Faith/christianity, (based on love God love neighbor) for me is about living in a compassion way that changes a person. Therefore dialogues like this are more about sharing stories and compassionate hearing [the coffee]. Debates etc. [the grit] become grit because they aren't rooted in compassionate story telling. People's journey, I statements, identity, where God showed up.

Root women in ministry in your story. It's formational. That's the coffee I'm wondering about. :)

bendeaver said...

I loved this blog entry. I think you were wise in your apology. I like my coffee black as well. Maybe you're aware of that. I also use the french press occasionally.

By the way, your grandparents are awesome. Maris and I attended the KSU/TX upheaval compliments of Fred and Mertyse. It was awesome, the only game I've watched all year and the only game I've attended in the past 3 years. Peace brother...ben

brad said...

Hi Mark - This is really Johnna, but I'm using a friend's computer. So, a while ago I posted a super long comment and it got erased... so now I just wanna say, when's your next post??? Are you too busy studying or something? :) And as for the discussion at hand - as you and I talked on the phone... I find that in my experience, headship/complimentarian relationships often do not function in a way that reflects equality between men and women even though I'm SURE the two in the relationship would say they believe that women and men are equal. (If we're not agreeing on that, the conversation might as well stop right now - it's 2006.) So, more than what people believe, I'd like to hear how it is lived out in practice. Why do marriages in a complimentarian context have a higher rate of physical abuse? How many men in complimentarian relationships would actually sacrifice their job for their wife's job? (not that this should always happen, but if we're talking equality, shouldn't it happen some of the time?) I must admit, I've caught myself making sexist comments at times and I sometimes live in ways that betray my closet-sexism, whether it's in a way that demeans men or women. And yet, if I were not a student of God's freeing word about equality among women and men... if I were not affected by the way Jesus treated all people, perhaps most strikingly women in such a society as he lived in, I would be far more apt to live out my sexist tendencies in even more harmful ways to myself and others. In my experience, having come from a complimentarian background and having moved to an egalitarian position, I feel like I've been given a greater awareness of oppressive actions/words by people taking either position. I still have a long way to go, but I will be watching and emulating those who LIVE in a way that is reflective of life-giving mutual and equal care whether in the context of a dating or married relationship, a church, or any other group of humans. I experienced this mutuality with you on the phone a few days ago as we discussed people ho are women in ministry (me being one of them) and am thankful for it!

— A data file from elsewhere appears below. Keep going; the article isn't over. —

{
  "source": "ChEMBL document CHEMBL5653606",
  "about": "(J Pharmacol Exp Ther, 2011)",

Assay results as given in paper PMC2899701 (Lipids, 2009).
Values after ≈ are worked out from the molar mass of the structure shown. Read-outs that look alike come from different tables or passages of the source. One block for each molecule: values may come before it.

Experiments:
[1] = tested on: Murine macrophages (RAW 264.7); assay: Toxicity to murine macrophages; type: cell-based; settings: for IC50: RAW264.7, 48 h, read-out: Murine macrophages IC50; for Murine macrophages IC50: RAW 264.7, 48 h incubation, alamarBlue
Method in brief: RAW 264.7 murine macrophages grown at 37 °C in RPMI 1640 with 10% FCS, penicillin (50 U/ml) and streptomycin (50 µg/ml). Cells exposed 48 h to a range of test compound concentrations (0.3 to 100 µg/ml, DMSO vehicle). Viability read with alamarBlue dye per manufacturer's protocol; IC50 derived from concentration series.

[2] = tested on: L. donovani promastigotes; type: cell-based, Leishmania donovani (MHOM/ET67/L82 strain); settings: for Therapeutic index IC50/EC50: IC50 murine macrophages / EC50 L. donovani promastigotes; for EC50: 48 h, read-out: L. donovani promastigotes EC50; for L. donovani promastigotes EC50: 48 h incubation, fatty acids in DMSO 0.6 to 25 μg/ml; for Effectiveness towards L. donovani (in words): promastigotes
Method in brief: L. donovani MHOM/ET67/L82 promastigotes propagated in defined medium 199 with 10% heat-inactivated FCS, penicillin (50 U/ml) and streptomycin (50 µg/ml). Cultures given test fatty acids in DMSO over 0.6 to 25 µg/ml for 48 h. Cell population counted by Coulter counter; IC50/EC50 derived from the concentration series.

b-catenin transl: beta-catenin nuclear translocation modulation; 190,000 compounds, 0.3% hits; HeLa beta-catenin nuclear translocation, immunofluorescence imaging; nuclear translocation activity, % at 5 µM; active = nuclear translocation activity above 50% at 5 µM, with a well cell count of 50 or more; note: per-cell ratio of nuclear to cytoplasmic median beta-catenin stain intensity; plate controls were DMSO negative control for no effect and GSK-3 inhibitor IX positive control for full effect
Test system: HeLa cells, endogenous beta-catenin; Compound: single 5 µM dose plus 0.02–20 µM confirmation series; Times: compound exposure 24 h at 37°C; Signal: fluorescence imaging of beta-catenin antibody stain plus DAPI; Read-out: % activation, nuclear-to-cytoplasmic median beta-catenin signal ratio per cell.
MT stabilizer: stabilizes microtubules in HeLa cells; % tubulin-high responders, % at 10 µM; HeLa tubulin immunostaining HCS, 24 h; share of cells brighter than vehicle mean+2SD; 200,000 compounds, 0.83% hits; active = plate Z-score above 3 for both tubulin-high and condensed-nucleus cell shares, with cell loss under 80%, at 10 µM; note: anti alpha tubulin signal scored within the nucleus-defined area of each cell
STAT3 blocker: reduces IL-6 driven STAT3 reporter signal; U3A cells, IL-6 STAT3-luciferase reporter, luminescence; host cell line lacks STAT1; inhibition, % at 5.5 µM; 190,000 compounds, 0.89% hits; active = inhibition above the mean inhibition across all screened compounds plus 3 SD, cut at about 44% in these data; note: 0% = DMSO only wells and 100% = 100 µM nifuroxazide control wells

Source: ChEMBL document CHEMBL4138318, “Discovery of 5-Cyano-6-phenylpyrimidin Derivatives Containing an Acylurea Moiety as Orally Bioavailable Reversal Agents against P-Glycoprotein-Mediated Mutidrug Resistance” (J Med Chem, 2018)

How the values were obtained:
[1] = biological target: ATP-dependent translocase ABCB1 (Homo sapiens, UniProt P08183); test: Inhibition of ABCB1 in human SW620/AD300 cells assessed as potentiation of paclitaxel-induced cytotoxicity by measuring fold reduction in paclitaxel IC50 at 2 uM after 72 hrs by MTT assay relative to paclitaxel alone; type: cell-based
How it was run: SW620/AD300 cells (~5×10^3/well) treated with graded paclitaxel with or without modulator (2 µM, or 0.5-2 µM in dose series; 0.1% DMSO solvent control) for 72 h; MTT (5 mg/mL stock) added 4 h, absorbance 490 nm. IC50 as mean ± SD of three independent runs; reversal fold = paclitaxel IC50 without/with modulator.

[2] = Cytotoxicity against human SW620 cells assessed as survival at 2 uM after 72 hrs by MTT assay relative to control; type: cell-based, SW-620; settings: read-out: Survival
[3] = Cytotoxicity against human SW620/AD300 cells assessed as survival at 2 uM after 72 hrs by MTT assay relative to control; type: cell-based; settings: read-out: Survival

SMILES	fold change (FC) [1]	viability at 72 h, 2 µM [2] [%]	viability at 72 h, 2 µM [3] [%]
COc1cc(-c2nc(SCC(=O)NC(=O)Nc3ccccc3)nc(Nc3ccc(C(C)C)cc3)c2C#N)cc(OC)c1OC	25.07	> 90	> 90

brad said...

oops - that word at the end is supposed to be "who" not "ho"

you can email me at johnnah21@hotmail.com if you want... it won't get to me if you click on "Brad"

- Johnna

Mark Grapengater said...

Johnna, (brad)

Thank you for the encouraging remarks in response to our phone conversation. You've always been someone I enjoy interacting with.

Hopefully, I'll be able to answer most of your questions in my post I'm currently working on, especially about how it's worked out practically.

I do want to say, however, that there are actually 3 positions. The complementarian and egalitarian positions we know of, but there is also hierarchialism, which often gets mistaken as complementarianism by liberals. Hierarchialism says that men are of more worth than women and structures off of that principle. It's unbiblical, but I think that there are couples (or just men) that are functioning off of that thinking, plus, I think, to a point, society at large is. This is where abuse stems and I think that there are those who say they are functioning complementary, but really are hierarchialists.

The job sacrifice is a delicate issue, but I would advise situation to situation. I personally feel like it is the man's responsibility to make sure the family is taken care of monetarily, but there is a lot of play in that. Why would they leave one job over another? Who earns more? Are salaries the best way of making a decision? There's a lot of variables in that, and I can't lay down any concrete rules, and don't think anyone should.

Again, hopefully I'll answer most of your questions/concerns this week with my upcoming post.

Thanks for all your patience as I try to balance, well, life.

Grace and Peace,
Mark